Last November, GSK set new science-based sustainability goals focusing on two key areas – climate and nature. It committed to a net zero impact on climate and a net positive impact on nature by 2030.  

In this interview, which was originally published on CEFLEX’s website, CEFLEX sits down with Mike Allen, sustainability lead for GSK Consumer Healthcare Supply Chain (CHSC), to discuss how design for a circular economy for flexible packaging fits into the company’s goals.

Tell us about your role at GSK. What led you to joining the company and what are the most interesting and exciting parts of your job?

I am passionate about sustainability and have been for over 20 years. As well as being the sustainability lead for GSK CHSC, I was one of the founding members of the GSK CH sustainability team, which developed the GSK sustainability strategy. I am involved in delivering our plastics ambition and driving our supply chain to net zero carbon for Scope 1 & 2 emissions. A very exciting part of my role involves developing circular supply chains that incorporate the safe recycling of healthcare products and packaging.

I joined GSK 20 years ago as site director of the drinks factory where Ribena and Lucozade were manufactured, before we sold them to Suntory a few years ago. GSK is an amazing company to work for and I have been able to lead many incredible projects including completely redesigning and rebuilding our end-to-end supply chain for drinks – this resulted in our business doubling in just three years. During that time, I also acquired a contract manufacturer to enable a complete transformation of our Sensodyne and Aquafresh supply chains.

Can you tell us about any projects you're working on which relate to our theme: design of flexible packaging for a circular economy?

Our consumer healthcare business is working hard to ensure all our plastic packaging is recyclable where quality and safety permit.

Across our flexibles portfolio, our R&D teams are developing recyclable solutions. For example, we are in the process of converting our tubes portfolio – over 1bn tubes by 2025, in fact – to aluminium-free recyclable PBL (plastic barrier laminate), working in partnership with Albea and EPL Global. The first launch will take place this July across our Pronamel brand in Europe, followed by the global rollout across all brands, including Sensodyne and Aquafresh.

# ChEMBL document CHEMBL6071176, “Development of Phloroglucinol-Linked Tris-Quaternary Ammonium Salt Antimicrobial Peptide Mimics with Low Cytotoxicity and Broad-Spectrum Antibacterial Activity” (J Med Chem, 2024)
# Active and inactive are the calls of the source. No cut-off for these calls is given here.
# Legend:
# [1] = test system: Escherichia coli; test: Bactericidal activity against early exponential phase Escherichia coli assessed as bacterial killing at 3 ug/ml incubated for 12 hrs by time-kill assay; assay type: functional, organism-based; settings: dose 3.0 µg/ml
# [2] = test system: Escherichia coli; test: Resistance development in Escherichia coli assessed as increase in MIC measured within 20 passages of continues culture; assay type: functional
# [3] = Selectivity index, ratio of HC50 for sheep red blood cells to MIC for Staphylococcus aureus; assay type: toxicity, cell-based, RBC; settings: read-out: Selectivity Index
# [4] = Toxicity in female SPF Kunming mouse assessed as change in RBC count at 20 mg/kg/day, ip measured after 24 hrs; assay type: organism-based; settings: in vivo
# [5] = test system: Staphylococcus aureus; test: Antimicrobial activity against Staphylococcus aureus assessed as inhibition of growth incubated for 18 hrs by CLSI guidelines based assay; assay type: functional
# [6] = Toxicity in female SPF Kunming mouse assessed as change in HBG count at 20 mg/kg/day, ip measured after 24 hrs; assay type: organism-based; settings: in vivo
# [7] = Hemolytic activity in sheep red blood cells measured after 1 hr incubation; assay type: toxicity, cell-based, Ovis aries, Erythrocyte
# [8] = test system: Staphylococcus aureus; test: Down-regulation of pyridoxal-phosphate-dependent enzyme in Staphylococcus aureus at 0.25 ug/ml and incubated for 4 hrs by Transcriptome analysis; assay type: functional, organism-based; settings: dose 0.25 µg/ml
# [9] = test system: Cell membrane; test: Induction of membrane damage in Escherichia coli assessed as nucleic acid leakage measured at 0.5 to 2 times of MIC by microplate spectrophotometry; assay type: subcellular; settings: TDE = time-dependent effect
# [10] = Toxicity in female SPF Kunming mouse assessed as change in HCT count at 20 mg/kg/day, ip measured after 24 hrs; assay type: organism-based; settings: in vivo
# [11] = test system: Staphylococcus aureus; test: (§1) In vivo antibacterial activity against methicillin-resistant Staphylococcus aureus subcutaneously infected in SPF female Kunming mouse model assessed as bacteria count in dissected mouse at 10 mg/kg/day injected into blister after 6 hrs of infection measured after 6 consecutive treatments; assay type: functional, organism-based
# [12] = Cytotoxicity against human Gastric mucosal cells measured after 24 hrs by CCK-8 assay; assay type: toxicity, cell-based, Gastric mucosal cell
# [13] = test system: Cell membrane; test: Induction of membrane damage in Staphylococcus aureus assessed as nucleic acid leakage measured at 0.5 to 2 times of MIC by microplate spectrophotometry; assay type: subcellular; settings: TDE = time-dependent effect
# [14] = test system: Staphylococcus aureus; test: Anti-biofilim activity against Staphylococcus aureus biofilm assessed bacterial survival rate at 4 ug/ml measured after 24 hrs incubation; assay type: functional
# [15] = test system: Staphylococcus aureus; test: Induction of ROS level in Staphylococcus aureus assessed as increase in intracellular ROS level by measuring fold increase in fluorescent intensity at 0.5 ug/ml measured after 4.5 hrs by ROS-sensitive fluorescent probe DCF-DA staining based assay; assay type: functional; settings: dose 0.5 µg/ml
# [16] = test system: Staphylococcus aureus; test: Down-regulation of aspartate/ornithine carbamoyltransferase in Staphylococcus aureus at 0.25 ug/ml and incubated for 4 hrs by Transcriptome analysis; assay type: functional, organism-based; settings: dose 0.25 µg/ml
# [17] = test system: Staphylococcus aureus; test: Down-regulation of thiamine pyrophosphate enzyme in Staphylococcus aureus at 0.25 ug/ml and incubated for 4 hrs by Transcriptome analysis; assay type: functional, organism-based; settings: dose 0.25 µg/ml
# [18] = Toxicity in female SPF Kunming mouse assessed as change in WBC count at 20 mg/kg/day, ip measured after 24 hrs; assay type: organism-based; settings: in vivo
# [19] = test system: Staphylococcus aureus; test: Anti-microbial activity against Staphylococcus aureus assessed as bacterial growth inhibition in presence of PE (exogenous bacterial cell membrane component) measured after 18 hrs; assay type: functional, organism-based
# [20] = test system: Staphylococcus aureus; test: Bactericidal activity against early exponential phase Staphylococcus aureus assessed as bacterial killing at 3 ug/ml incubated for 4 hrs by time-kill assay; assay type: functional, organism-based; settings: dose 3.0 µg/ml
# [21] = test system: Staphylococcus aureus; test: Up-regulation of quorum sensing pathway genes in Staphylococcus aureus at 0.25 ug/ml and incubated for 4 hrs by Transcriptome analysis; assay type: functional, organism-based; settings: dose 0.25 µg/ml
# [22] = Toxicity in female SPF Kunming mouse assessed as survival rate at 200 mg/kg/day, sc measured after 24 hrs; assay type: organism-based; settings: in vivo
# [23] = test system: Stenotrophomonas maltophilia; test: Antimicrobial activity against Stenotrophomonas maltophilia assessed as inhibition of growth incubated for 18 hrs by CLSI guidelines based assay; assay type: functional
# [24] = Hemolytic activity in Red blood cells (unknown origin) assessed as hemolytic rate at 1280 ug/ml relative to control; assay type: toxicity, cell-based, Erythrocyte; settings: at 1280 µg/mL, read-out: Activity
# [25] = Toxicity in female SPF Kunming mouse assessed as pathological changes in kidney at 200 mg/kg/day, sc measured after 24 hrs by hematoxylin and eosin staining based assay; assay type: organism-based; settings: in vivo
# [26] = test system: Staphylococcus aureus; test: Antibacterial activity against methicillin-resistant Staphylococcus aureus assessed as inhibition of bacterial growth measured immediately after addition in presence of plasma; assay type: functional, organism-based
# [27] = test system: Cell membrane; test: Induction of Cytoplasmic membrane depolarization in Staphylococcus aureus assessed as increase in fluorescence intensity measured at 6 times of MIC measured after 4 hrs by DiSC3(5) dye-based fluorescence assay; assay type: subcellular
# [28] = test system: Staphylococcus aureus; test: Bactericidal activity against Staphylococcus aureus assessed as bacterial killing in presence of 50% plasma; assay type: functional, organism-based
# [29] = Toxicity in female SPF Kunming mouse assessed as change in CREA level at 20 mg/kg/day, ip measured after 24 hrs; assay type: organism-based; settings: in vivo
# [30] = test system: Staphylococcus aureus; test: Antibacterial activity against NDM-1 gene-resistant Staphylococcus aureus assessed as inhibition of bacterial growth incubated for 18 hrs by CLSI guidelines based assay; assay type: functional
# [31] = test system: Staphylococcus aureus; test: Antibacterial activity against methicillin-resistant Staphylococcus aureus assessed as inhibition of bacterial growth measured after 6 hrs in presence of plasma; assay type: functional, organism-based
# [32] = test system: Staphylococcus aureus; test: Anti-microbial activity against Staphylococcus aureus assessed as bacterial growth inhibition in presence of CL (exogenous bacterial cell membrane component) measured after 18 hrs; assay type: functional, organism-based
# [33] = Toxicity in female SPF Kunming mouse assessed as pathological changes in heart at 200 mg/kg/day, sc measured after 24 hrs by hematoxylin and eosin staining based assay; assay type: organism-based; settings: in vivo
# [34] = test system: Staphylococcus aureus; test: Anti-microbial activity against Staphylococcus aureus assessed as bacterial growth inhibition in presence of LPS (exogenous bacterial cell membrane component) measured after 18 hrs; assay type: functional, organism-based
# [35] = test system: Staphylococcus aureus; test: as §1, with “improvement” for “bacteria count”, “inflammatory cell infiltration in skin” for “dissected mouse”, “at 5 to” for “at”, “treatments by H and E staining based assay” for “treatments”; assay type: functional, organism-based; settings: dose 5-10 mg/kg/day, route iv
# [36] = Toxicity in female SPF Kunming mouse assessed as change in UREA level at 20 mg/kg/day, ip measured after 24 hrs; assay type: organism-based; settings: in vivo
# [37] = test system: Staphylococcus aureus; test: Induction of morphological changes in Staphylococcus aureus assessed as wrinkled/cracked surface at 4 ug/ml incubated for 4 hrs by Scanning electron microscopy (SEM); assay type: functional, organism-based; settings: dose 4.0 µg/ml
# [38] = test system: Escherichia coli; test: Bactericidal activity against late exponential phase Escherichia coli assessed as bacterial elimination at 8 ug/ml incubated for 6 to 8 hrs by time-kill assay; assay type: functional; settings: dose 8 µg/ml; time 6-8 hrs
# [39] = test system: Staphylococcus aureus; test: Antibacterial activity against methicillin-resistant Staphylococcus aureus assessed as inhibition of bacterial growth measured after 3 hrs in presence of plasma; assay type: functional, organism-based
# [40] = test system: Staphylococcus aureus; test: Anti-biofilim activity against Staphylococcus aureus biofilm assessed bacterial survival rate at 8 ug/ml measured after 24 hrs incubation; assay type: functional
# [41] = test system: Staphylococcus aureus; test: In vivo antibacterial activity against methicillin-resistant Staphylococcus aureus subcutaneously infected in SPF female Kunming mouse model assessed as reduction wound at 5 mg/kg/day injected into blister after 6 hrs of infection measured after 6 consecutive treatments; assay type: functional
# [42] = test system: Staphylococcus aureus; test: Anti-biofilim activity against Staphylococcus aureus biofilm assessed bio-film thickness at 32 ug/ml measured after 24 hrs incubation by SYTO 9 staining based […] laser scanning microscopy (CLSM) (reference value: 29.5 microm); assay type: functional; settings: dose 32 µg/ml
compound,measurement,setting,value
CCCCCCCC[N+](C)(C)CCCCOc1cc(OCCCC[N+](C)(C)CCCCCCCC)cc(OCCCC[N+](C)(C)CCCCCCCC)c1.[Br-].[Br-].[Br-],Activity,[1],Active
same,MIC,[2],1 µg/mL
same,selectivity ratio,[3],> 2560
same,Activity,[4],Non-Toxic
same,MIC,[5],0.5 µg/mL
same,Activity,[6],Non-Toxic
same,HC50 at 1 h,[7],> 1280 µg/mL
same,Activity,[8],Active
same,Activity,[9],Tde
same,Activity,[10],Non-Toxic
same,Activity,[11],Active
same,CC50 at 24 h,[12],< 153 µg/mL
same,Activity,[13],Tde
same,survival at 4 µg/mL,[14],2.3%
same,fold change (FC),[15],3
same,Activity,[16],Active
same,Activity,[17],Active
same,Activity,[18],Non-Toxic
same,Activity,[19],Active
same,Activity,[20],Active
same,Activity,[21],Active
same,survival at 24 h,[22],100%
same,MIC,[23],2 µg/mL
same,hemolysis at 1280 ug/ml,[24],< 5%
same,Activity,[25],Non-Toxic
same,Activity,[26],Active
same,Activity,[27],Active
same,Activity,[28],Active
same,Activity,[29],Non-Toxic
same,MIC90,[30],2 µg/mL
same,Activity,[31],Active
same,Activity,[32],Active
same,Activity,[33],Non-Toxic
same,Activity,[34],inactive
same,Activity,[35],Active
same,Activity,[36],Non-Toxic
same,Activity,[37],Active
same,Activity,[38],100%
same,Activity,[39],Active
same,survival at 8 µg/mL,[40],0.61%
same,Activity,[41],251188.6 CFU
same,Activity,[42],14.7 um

What advice can you give to CEFLEX stakeholders to really 'move the needle' and help create a circular economy for flexible packaging?

CEFLEX has created the flexibles design guidelines for polyolefin films, so step one in moving the needle is to use these guidelines to create a mono-material stream. The other critical element is to improve waste capture and recycling capabilities for flexibles, so they are recycled both in practice and at scale.

Additionally, we are working with a range of companies, partners and stakeholders such as the Ellen MacArthur Foundation, the Consumer Goods Forum, More Recycling, and CEFLEX, to implement impactful, circular measures. Such multi-stakeholder collaborations will help make circularity the norm in the industry.

As a provider of medications that often come in blister packs, what avenues are you exploring to make those blister packs recyclable? As they comprise multiple materials, this must be an area where you have many challenges.

Blisters are a challenge due to the barrier requirements to keep the medicine inside safe for consumer use, over the shelf life of the product. We have a number of exciting projects underway looking at the future of blisters; our R&D teams are working in close collaboration with our strategic suppliers and machine manufacturers.

What are your thoughts on EPR to deliver circularity for flexible packaging?

As a global healthcare company, we want to play our part in protecting and restoring the planet’s health, in order to protect and improve people’s health. We therefore welcome all efforts to achieve this, whether through promoting circularity or via public policy designed to treat and better manage the disposal of post-consumer products.

GSK CH is supportive of EPR when it’s levied to invest in improving waste capture and recycling. It can help us to move towards a circular economy by encouraging a harmonised approach and avoiding duplicating efforts across countries.

How have you and suppliers/customers used the CEFLEX design guidelines?

We have consulted the guidelines during our R&D into recyclable flexibles, and many of our direct and indirect suppliers are also members of CEFLEX. The guidelines will enable a total supply chain approach to designing for a circular economy.

How far along is Europe in achieving a circular economy for flexible packaging?

I think it’s important to recognise how far we have come in such a short space of time – industry is making good progress. It is firmly on the political agenda, with circular policies being introduced by national governments and the European Union, for example. But a lot more needs to be done. Design guidelines are available and increasingly, flexible packaging is being designed for recycling. The next big challenge is to ensure flexibles can be collected and sorted in practice, at scale, and in a way that is commercially viable.